We consider ourselves “knowers” now, not dreamers, and as such, our conception of beauty should represent this. We no longer go to astrologers and seers for the answers to our lives and to understand the world around us; we can no longer accept a beauty that is simply the representation of an idealized world, one which is comfortable, banal, yet full of a certain, understandable magic.

Being “knowers” -- and furthermore, inhabiting an era that yearns for “knowledge” – artists can no longer offer a beauty that simply represents the possibility of hopes and dreams. Beauty must go beyond representing to teaching; it must offer entrance into some world or sense of understanding that no other aspect of the human experience can. While Durer was correct in saying that it is impossible to “quantify” beauty – in this, we can still agree with him – nonetheless, the contemporary artist must continue to search for a beauty that will access the spirit of his/her audience, and express the spirit of our age, by bringing to those viewers a new manner of conceiving reality, a fresh vision of possibility.

This is an era of tremendous movement, a fact that is easy to discern by simply looking at what is being created in the art world. The “new” and the idea of “creativity” are closely linked; however, the contemporary ethos has denatured art of beauty. All of this makes perfect sense – after all, our technological innovations and nascent psychological understanding of ourselves have moved us into a vaguely defined, “post-emotional” era, where we believe that our intellect and technology can overcome all of our emotional problems. Of course, this is wrong, but this stolid belief in the power of the human intellect can be seen in the lack of the beautiful in contemporary art.

This is not quantified into a theory of contemporary art, so much as representing something that is simply “in the air” of our contemporary milieu, and ingested by osmosis. But like so much else in our epoch, this belief in technology over matters of the emotions or the spirit, is simply the representation of a failed comprehension of where we are as humans, and defines a misplaced belief in our ability to control things, through our intellect, our technology, our misuse of language etc.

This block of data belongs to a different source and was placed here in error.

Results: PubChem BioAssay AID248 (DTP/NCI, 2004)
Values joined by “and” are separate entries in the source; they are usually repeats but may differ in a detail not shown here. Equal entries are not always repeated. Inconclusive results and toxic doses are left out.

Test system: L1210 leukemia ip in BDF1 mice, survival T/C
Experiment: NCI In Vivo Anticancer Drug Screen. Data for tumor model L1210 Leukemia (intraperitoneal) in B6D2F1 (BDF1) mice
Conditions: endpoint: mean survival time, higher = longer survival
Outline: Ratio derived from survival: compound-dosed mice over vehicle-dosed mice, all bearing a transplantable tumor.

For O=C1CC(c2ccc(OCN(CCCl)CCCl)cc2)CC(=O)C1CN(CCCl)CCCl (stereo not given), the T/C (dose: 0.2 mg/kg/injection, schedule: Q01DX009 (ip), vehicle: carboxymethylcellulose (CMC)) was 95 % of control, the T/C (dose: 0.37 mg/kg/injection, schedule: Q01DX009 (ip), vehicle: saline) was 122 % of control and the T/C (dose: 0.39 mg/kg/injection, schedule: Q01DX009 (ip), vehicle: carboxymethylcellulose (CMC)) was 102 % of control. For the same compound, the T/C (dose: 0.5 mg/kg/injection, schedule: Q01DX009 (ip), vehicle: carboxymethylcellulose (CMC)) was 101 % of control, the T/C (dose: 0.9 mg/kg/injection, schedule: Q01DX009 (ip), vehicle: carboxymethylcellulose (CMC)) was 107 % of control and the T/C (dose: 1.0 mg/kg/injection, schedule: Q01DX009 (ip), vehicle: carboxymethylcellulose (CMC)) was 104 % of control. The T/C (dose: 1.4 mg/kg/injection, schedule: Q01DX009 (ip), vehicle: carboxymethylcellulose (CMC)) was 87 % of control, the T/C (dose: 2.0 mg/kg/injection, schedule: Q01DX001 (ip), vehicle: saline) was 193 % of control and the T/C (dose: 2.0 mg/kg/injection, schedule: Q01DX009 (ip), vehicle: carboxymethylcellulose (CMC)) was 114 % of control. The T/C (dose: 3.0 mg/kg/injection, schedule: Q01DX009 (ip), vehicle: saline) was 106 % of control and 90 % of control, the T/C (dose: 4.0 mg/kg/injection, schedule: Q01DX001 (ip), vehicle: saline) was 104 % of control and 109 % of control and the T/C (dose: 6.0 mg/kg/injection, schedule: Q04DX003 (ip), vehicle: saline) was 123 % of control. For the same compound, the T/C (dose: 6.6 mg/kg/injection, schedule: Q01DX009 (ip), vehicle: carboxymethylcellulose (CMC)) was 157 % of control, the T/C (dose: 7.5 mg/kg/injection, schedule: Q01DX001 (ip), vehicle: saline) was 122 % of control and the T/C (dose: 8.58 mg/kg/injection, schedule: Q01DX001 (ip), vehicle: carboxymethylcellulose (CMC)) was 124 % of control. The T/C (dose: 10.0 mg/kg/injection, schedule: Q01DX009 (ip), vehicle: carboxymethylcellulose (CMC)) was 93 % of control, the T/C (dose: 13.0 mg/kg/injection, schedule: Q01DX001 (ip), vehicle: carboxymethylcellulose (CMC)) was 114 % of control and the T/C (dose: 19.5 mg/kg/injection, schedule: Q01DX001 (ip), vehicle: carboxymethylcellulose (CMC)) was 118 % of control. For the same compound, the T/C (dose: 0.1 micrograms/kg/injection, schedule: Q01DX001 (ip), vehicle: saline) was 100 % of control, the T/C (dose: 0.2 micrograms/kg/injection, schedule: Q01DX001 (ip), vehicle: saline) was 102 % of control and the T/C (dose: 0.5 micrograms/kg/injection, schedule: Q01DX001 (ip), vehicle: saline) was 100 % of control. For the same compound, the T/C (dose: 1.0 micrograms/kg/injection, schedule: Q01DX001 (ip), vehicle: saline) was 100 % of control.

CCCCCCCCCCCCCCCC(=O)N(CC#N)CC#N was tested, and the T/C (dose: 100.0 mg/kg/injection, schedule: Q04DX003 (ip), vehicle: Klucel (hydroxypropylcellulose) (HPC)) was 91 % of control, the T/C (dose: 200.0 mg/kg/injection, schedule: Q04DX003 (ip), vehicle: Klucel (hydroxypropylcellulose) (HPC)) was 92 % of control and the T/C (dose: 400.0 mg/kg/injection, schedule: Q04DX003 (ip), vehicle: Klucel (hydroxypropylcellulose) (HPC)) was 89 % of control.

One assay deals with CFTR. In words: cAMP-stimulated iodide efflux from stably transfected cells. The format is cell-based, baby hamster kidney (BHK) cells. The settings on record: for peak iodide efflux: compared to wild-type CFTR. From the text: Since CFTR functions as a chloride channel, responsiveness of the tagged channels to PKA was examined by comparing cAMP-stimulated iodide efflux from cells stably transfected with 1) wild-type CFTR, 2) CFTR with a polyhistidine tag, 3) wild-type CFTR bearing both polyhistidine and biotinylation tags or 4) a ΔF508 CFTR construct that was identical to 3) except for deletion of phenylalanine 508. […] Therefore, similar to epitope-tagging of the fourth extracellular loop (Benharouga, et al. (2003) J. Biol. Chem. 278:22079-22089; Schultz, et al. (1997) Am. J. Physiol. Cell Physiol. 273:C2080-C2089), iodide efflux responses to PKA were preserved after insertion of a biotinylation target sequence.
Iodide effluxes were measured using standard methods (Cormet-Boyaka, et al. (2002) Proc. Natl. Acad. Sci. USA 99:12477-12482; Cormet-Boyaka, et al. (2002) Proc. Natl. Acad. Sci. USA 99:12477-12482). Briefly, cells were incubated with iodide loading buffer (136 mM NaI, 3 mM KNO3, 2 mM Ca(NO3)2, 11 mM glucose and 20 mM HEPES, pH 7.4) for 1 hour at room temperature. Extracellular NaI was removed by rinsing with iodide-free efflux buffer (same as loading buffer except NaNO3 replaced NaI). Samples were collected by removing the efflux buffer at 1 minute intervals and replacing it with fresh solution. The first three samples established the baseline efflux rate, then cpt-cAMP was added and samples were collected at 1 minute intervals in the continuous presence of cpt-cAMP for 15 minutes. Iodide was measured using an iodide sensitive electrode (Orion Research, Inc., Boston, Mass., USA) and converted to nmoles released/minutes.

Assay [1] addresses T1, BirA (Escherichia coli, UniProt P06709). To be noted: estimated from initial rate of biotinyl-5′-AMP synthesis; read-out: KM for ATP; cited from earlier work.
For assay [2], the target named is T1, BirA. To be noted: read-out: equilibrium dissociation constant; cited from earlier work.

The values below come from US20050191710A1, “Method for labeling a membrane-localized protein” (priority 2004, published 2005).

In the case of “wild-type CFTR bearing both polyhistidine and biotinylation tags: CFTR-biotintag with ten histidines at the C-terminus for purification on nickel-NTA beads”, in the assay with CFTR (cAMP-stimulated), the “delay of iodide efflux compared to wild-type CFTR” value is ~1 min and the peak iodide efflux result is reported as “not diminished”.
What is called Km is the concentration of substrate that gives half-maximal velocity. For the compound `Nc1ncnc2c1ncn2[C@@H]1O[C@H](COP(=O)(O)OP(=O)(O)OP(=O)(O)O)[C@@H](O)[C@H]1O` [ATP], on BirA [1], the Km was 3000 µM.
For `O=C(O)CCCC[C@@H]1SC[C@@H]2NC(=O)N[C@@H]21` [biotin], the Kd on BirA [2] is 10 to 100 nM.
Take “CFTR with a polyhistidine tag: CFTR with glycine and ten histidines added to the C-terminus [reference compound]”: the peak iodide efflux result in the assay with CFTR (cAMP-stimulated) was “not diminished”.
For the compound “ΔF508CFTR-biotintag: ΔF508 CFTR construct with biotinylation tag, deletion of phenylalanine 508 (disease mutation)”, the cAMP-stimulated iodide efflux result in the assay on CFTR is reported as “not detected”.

A contemporary aesthetic based in beauty is needed now more than ever. Yesterday’s beauty, which simply expressed the highest yearnings of a myth-bound species, is irrelevant. We must offer a beauty that reaches into the spirit not to soothe, but to teach; in this manner, the beauty of our era will most definitely be different than classical ideas of beauty. It will not be easy to quantify, but as both Albrecht Durer and Ronald Reagan’s commission on porn both averred, we will know it when we see it. And this inimitable beauty, this new conception, must grow out of the sincere searching of the artist him or herself, coupled with a clear view of the times in which we live.

To simply eschew beauty because classical ideas of beauty are now irrelevant is irresponsible and immature. The artist must think, and think clearly about where they are in the stream of human history, about why classical beauty is no longer relevant, and about how to create a searing beauty out of the cyborgian nature of our age.

This is the task at hand.